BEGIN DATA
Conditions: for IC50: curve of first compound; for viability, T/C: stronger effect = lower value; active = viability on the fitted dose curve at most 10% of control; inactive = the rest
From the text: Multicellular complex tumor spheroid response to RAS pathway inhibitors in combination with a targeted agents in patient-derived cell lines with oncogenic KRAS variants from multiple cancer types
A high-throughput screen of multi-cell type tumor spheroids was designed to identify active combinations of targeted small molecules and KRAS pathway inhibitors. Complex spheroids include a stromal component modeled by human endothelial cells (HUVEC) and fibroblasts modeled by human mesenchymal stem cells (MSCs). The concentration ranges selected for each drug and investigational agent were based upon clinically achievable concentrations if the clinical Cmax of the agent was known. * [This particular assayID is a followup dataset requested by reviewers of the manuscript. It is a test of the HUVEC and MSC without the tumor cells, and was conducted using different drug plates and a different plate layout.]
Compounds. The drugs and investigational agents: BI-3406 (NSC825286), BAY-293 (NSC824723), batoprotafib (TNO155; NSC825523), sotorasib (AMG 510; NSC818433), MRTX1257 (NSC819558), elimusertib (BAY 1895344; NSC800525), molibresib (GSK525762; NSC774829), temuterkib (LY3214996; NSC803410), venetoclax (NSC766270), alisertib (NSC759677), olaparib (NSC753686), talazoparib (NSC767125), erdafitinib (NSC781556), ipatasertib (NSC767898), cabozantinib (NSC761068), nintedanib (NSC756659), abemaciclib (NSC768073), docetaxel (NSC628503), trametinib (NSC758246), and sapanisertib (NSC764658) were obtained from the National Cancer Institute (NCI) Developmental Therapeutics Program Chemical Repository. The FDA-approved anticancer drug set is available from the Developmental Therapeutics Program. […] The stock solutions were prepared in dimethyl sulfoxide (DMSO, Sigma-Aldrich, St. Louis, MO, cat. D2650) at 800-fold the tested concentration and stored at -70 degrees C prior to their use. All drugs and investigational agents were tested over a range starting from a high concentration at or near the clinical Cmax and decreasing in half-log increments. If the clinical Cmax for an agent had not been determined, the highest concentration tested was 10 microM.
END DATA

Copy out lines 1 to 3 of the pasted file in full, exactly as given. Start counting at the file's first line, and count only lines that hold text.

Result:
Conditions: for IC50: curve of first compound; for viability, T/C: stronger effect = lower value; active = viability on the fitted dose curve at most 10% of control; inactive = the rest
From the text: Multicellular complex tumor spheroid response to RAS pathway inhibitors in combination with a targeted agents in patient-derived cell lines with oncogenic KRAS variants from multiple cancer types
A high-throughput screen of multi-cell type tumor spheroids was designed to identify active combinations of targeted small molecules and KRAS pathway inhibitors. Complex spheroids include a stromal component modeled by human endothelial cells (HUVEC) and fibroblasts modeled by human mesenchymal stem cells (MSCs). The concentration ranges selected for each drug and investigational agent were based upon clinically achievable concentrations if the clinical Cmax of the agent was known. * [This particular assayID is a followup dataset requested by reviewers of the manuscript. It is a test of the HUVEC and MSC without the tumor cells, and was conducted using different drug plates and a different plate layout.]